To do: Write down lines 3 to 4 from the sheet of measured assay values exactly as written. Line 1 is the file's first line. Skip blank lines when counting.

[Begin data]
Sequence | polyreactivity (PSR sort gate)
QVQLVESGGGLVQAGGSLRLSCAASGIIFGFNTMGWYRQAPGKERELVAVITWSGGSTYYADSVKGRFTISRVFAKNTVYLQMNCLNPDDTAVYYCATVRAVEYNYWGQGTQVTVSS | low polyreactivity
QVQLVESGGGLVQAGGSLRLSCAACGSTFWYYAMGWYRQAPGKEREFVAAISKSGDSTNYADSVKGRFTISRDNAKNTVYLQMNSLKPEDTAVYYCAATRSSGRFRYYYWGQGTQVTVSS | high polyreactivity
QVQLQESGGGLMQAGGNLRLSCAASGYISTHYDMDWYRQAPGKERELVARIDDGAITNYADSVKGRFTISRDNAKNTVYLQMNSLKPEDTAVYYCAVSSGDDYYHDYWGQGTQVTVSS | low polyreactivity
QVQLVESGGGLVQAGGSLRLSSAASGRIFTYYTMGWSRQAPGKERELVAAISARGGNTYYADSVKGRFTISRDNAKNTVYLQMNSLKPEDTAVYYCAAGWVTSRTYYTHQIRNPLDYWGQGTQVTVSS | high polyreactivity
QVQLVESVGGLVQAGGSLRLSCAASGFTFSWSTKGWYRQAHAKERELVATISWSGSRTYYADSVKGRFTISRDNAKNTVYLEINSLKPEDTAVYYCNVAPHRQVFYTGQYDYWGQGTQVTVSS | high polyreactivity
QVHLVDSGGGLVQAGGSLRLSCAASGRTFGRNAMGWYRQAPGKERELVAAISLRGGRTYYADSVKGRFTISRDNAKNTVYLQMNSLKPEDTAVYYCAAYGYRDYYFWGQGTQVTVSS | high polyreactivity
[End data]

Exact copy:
QVQLVESGGGLVQAGGSLRLSCAACGSTFWYYAMGWYRQAPGKEREFVAAISKSGDSTNYADSVKGRFTISRDNAKNTVYLQMNSLKPEDTAVYYCAATRSSGRFRYYYWGQGTQVTVSS | high polyreactivity
QVQLQESGGGLMQAGGNLRLSCAASGYISTHYDMDWYRQAPGKERELVARIDDGAITNYADSVKGRFTISRDNAKNTVYLQMNSLKPEDTAVYYCAVSSGDDYYHDYWGQGTQVTVSS | low polyreactivity